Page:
Sunny Summer Sunflowers

Above: Beautiful sunflower face

Sunflowers are by far one of my most favourite flowers, not from a floral design point of view, but from a heart point of view! They give me butterflies! They have happy chearful faces that lift my spirit on any given day. We had sunflowers on our wedding, + – 600 of them! Oh and why? My hubby and I did not decide to have a yellow wedding because we liked yellow, but because Sunflowers were the first flowers he gave me and he swept me of my feet with those!!!

Above: Long and strong sunflower stalks!




I was doing doing some research the other day about other uses of flowers and came upon some interesting information about sunflowers! And tomorrow we have a wedding with a few sunflowers, so a I took the photo’s for this blog post and decided I must write something right now to share these interesting facts, here they are.


Sunflowers symbolize adoration, loyalty, longevity, warmth, positivity, power, strength,  and happiness!


Those of you who have gotten to know me will know that I am extremely passionate about the environment, preserving the natural resources we have, treading more lightly on planet earth and preserving for next gene

rations. If I don’t recycle I don’t sleep, we have solar power and try to use water sparing as well as reusing greywater.

Above: Take a peek at the insides of these wonderful sunflower stalks.

That being said, I was absolutely flabbergasted when I discovered this interesting fact about Sunflowers. Scientists have disovered that Sunflowers / sunflower plants have the ability to absorb toxi metals and ration from the soil!

After the Hiroshima, Fukushima, and Chernobyl nuclear disasters, fields of sunflowers were planted across the affected landscapes to help absorb toxic metals and radiation from the soil. New research now suggests that sunflowers (Helianthus) might be as good for the environment as they are pretty to look at.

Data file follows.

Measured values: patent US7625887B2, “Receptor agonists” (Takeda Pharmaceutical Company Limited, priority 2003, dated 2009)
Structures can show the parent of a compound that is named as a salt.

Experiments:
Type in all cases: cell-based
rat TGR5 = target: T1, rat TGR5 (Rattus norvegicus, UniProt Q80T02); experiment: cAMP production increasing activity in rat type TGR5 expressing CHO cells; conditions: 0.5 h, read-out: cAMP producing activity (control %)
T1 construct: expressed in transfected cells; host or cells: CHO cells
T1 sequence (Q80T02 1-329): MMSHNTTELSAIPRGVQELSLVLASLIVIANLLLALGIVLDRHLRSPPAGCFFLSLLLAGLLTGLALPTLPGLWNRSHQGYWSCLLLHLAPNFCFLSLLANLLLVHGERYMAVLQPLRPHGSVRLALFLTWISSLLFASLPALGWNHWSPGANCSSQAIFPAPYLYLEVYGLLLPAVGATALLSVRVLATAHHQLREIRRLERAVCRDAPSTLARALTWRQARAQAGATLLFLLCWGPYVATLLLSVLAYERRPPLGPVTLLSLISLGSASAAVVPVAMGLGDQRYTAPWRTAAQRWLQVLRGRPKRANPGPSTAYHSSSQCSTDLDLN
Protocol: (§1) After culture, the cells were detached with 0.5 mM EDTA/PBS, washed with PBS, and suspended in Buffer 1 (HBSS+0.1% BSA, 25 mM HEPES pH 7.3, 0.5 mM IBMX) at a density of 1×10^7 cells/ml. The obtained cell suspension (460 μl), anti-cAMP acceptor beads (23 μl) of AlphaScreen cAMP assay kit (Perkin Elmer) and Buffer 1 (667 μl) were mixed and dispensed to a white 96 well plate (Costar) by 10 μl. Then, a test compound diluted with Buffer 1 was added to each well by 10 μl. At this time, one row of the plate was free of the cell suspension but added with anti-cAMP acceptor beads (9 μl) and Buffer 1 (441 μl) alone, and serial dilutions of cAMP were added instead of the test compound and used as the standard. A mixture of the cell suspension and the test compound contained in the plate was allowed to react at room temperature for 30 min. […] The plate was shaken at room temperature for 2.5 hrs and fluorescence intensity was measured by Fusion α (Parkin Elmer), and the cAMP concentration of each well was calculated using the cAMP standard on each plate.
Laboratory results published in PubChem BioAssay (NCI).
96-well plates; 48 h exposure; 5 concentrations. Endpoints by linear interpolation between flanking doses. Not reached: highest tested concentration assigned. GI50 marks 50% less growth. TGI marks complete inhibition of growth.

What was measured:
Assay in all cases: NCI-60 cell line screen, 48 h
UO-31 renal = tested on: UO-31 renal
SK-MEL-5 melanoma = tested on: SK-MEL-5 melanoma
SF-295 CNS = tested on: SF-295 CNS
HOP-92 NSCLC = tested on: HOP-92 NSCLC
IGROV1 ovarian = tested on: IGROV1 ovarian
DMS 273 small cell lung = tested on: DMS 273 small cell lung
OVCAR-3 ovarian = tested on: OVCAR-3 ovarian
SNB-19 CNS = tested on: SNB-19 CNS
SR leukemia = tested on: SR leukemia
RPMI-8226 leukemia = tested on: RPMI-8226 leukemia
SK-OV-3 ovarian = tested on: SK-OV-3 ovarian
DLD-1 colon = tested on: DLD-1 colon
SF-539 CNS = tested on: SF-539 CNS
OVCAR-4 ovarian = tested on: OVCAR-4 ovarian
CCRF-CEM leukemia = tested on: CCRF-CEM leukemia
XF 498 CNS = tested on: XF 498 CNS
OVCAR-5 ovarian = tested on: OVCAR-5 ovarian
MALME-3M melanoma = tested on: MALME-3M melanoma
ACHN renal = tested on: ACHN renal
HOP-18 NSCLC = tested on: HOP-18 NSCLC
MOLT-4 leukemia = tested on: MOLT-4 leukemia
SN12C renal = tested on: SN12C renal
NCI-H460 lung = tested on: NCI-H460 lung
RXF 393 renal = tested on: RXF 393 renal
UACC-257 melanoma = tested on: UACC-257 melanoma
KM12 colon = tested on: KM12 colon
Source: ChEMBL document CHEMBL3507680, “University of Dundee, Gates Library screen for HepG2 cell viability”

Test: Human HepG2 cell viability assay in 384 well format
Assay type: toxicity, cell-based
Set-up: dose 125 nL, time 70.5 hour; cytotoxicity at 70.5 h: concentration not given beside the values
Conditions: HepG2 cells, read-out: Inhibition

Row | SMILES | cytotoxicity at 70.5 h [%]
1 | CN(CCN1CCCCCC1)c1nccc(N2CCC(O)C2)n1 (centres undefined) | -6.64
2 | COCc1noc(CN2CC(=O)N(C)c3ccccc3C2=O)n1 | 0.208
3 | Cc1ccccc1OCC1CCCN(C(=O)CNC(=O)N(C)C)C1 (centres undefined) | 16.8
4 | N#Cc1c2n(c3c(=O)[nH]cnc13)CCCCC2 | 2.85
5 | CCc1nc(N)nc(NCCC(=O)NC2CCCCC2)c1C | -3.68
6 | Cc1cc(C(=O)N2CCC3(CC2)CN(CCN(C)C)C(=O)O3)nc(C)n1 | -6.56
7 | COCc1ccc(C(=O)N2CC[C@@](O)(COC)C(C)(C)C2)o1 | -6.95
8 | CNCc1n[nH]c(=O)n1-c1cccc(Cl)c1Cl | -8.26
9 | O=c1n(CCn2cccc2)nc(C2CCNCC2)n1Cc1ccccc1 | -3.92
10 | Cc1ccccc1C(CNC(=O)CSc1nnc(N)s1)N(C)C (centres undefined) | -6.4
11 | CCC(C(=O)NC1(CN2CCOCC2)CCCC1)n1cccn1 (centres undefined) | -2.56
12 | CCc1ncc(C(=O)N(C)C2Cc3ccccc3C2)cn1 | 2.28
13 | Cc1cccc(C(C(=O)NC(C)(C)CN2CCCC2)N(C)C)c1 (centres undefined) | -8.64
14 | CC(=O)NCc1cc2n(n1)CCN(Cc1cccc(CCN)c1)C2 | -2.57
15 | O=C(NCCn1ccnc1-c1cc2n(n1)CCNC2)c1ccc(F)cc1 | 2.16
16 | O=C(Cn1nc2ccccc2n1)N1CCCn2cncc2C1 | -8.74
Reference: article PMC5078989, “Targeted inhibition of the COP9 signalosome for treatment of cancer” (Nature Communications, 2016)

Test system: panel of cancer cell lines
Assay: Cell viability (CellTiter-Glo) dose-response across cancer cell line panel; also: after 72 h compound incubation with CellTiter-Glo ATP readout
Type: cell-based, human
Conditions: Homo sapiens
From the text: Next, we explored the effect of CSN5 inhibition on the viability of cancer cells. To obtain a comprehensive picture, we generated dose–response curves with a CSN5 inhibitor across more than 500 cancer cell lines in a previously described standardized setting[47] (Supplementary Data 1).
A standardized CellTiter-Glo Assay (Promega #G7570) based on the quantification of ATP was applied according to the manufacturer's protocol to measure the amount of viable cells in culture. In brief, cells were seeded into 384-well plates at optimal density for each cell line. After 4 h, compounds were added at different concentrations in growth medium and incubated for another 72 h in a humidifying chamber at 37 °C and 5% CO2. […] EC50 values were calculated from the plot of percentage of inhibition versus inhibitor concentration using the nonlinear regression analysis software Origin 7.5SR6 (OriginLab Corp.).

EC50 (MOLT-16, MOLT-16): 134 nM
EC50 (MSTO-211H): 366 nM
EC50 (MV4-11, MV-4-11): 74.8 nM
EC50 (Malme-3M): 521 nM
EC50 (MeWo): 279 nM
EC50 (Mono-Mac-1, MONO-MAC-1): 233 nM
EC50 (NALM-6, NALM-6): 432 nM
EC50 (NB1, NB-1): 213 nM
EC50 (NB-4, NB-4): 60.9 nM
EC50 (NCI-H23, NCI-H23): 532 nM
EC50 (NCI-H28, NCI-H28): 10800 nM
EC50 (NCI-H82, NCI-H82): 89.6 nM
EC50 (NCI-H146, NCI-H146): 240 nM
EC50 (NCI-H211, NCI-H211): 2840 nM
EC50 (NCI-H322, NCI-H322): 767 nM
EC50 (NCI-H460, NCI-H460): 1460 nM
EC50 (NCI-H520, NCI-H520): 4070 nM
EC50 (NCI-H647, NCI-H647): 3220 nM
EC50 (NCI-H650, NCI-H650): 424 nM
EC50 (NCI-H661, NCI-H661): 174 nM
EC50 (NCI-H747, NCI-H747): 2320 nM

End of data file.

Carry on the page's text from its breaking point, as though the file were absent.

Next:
Research have also proven that recycling of sunflower residue is aiding in sustaining soil health! Fascinating!


The first cultivated sunflowers were in Peru some 3000 years ago. And Sunflowers are native to South and North America and possibly Mexico. In ancient Peru it was an emblem of the Inca sun god.

In the 16th century explorers introduced sunflowers to Spain.

Did you know sunflowers head turn and follows the sun all the way from sunrise to sunset every day.

Bees love sunflowers because of their nectar and pollen and the seeds are favoured by not only seed-eating birds, but also by us humans.

The young flowering buds are very nutritious and even the mature buds and maturing flower petals contains zinc, beta-carotene, Vitamins B1, B2, B3, B6, E, magnesium, manganese and chromium. The seeds are loaded with minerals. Interesting that currently all parts of the sunflower are being tested for the ability to regenerate tissue in the kidneys after infectious kidney diseases and kidney stones. The leaves are being tested for the treatment of malaria and can be used to make a tea.

Above: Strong finger thick sunflower stalks.

When life jackets (personal flotation devices) were first developed, they filled them with sunflower stalks to keep people afloat.

Thank you for reading, and I hope you enjoyed these interesting facts as much as I did!


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